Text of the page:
our-blog-icon-top
September 30, 2018 by Robert Franklin, Member, National Board of Directors, National Parents Organization

To no one’s surprise, the Nebraska Supreme Court has done it. It’s produced a rule under which materials used to train judges who rule in divorce, child custody and parenting time cases may be withheld from the public. From now on, Nebraskans aren’t permitted to know how their judges are trained.

How does that square with the ruling by the Nebraska Supreme Court in Veskrna vs. Steele that those very records are public under the Nebraska Public Records Act? The state’s highest court sided with Dr. Les Veskrna who wanted to know what education family court judges are receiving. Well, I’m not sure.

After all, the Nebraska Legislature long ago enacted the Public Records Act that unambiguously supports the public’s right to know regarding a very wide range of governmental behavior. The law plainly promotes openness and discourages secrecy. The public’s right to know is, generally speaking, the policy of the state and has been for a long time.

So how does a non-legislative body appoint itself to contradict the legislature? Moreover, how does it do that when doing so involves an apparent conflict of interest? By its new rule, judges are shielding themselves from public scrutiny when law and public policy argue for openness.

My guess is that the Court seeks to accomplish its nefarious goal this way:

(4) Records showing the content of education or training programs or presentations given by outside or private presenters, including all handouts, presentations, and recordings, except such portions of any recordings governed by subsection (C)(7) below, and as long as express written consent is granted by the author for the release of the materials.

That’s No. 4 in a laundry list of items that are public. So the content of training programs for judges are public IF the author of same gives express written consent to their publication. In other words, Bob Emery can refuse that consent and no one anywhere can know what he told Nebraska’s judges.

I suspect the Court wants to warm the winter of potential legislative discontent by that particular dodge. The idea being that the only ones they’re protecting are the ones who produce the content of the training sessions.

Will that work? I have no idea. Certainly, it is well within the power of the legislature to overturn this rule. Members can simply pass a law specifically stating that materials used to train judges are open to the public. Period. And that would put an end to this sorry saga.

Conspicuously absent from the Supreme Court’s recent message on the new rule is any justification for it. Why should the people’s right to know be trumped by a single social science researcher who may not even live in Nebraska? The Court is mum on that subject. And well it might be.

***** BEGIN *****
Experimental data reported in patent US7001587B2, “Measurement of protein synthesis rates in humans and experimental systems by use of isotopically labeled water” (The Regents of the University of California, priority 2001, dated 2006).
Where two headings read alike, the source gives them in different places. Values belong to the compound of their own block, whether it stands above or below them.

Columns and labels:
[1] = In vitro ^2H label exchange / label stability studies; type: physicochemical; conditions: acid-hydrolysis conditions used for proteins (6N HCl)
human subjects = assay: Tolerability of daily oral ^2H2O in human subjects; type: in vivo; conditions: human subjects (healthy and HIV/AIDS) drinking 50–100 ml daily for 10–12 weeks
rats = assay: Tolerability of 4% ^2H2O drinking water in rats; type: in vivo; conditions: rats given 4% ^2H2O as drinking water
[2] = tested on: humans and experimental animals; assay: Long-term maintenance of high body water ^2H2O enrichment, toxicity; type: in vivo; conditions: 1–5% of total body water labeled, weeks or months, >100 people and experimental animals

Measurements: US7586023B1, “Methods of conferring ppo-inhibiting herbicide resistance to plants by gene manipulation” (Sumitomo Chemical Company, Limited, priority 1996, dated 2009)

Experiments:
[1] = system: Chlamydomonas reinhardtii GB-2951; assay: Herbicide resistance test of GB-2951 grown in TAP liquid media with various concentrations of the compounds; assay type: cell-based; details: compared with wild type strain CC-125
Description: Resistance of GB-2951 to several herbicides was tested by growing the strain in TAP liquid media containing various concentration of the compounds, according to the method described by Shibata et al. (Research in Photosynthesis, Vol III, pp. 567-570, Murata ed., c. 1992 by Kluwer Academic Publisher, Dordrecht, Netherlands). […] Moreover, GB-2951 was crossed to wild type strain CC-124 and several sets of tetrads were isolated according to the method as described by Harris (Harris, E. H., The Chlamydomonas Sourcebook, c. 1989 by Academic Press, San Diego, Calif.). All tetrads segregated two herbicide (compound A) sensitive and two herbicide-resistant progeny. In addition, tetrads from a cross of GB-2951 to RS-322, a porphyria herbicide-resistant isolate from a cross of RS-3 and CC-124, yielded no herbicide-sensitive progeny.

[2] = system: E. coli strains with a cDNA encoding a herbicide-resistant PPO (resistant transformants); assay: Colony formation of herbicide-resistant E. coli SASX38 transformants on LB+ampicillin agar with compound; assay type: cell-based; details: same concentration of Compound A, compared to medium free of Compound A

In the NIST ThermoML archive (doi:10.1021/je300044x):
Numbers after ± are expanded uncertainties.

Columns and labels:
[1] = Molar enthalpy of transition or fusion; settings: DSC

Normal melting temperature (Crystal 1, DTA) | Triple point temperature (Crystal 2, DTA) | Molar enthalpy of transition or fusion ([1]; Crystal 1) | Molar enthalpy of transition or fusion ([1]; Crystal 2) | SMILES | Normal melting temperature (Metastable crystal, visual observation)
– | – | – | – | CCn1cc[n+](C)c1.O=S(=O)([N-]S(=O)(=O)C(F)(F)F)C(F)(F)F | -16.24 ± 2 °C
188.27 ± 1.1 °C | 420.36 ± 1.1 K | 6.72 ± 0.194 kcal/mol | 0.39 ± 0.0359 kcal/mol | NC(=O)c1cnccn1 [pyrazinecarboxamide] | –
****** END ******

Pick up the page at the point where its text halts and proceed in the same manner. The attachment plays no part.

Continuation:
I for one can’t think of a single argument in favor of keeping secret judicial training materials. It’s interesting to say the least that the Court failed to advance one. Interesting too is the fact that, in Veskrna vs. Steele, it batted down every argument Steele (the Administrator of Courts) made in favor of secrecy. It is, therefore, a fair conclusion that the Court has no justification for the rule it so recently promulgated.

At least the Court’s depressing message is leavened by a sense of humor.

It is essential to the public… to ensure the delivery of quality judicial services to the people of the State of Nebraska.

That certainly brought a guffaw from me. This is the crowd that routinely turns fit fathers out of the lives of their children. As the analysis of family courts in the state conducted by Michael Saini showed, despite barely 5% of cases even alleging one parent to be unfit – and certainly vastly fewer actually being so – Nebraska judges granted shared parenting in only …% of cases. And of course a child’s chance of maintaining real relationships with both parents varies radically from one county to another.

If that’s “delivering quality judicial services to the people of the State of Nebraska,” I’ll eat my hat.

The Nebraska Legislature should put a stop to this. The people of Nebraska deserve to know how the judges who determine a child’s relationship with its parents are trained in deciding that all-important issue. It’s past time judges stopped hiding their training from the public. Their disdain for the legislature, their disdain for the people of the state is shameful

Share this post

Submit to FacebookSubmit to Google PlusSubmit to TwitterSubmit to LinkedIn